In USA, during the 1970s and 1980s, Group 1, the first four forms of regulation, discretely underwent major changes. Unlike what had happened before, rejections of bank s charters became infrequent and the Department of Justice eased opposition to horizontal mergers under Reagan administration. States laws and agreements and Fed s decisions weakened the barriers to branching and geographical competition. Finally, Regulation Q on interest ceilings was gradually eliminated.
Group 2, tools (5), (6) and (7), also underwent major changes. The Financial Institutions Regulatory and Interest Rate Control Act of 1978 obliged banks to disclose more information and introduced a new Uniform Interagency Bank Rating System, named CAMEL. In 1981 capital ratios, previously used by supervisors as first indicators of the risk exposure of a firm, became compulsory.
Group 3, Supervision, underwent a contradictory process that, on a whole, weakened the powers of the authorities. On the one hand, the Financial Institutions Regulatory and Interest Rate Control Act of 1978 strengthened the enforcement powers, allowing the authorities to remove bank officials for personal dishonesty, but not for incompetence. On the other hand, the reduction in the resources limited the ability of the authorities to effectively control a sector growing in size and complexity.
Bank examinations changed in quantity and quality for the reduction in the amount of resources made available to regulators, particularly during the Reagan administration, as part of a general plan to reduce some forms of government intervention in the economy. Owing to the reduction of resources, surprise examinations lost relevance and the authorities limited the scope of their reviews and enhanced a regular dialog with banks managers and board members.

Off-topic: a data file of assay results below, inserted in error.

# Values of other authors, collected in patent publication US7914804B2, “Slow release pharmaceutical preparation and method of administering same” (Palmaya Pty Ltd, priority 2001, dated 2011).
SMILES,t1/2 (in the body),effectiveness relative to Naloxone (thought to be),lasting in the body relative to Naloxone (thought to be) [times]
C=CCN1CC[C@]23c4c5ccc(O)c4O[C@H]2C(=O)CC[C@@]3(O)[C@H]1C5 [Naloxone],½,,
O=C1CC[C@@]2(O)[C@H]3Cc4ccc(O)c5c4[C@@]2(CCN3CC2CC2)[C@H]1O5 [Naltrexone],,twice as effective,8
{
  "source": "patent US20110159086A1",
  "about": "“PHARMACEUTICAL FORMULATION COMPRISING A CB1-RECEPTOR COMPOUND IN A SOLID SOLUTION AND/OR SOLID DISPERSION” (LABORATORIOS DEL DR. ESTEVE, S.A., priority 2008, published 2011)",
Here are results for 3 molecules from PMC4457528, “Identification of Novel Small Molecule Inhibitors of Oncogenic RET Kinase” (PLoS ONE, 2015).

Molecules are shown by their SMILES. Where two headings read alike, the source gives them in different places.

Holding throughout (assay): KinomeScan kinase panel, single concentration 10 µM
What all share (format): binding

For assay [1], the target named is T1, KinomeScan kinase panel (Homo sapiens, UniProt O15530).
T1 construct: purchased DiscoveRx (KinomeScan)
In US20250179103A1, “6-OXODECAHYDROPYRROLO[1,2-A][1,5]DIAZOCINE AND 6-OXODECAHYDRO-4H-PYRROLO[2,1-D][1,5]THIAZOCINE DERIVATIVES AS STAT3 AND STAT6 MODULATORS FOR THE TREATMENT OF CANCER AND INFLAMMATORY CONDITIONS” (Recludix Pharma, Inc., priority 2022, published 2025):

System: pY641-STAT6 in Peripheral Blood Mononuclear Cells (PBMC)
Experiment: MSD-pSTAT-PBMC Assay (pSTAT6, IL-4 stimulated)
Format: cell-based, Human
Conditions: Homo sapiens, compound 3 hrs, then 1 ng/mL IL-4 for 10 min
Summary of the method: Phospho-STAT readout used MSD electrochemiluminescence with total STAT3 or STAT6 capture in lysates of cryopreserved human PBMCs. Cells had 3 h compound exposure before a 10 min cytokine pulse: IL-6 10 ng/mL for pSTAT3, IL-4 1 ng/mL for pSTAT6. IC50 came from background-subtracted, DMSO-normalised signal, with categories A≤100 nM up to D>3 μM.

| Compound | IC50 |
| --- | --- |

In the 1990s the US legislation on regulation further accomplished the process of liberalisation by formalising the abolition of the limits on competition and the emergence of universal banking. Moreover, it explicitly introduced a rules-based approach to supervision in order to replace the approach previously adopted that was based on the discretionary evaluations of the authorities.
In 1991 The Federal Deposit Insurance Corporation Improvement Act explicitly introduced a rules-based approach to supervision. In 1994 the Riegle-Neal Interstate Banking and Branching Efficiency Act definitely eliminated all barrier to nation-wide branching. In 1999 the Gramm-Leach-Bliley Financial Services Modernization Act permitted universal banking within a structure of a financial holding company
The Federal Deposit Insurance Corporation Improvement Act of 1991 introduced the so-called prompt corrective actions. Banks were classified according to five categories of risk exposure, defined by financial ratios calculated by dividing the value of risk-weighted assets to that of capital. The thresholds of risk exposure were automatically calculated and when banks crossed them, mandatory actions, which increased monitoring and restrictions, inevitably applied. The Act removed the authorities discretion and formalised the change from a discretionary to a rules-based approach to supervision.
To evaluate their risk exposure the Federal Deposit Insurance Corporation Improvement Act obliged financial firms to provide for regulators an amount of information larger than before. These new obligations and the obstacle set to the authorities forbearance gave the impression that firms were more strictly constrained. Yet, the removal of discretionary powers from the authorities enhanced the ability of financial firms to evade controls.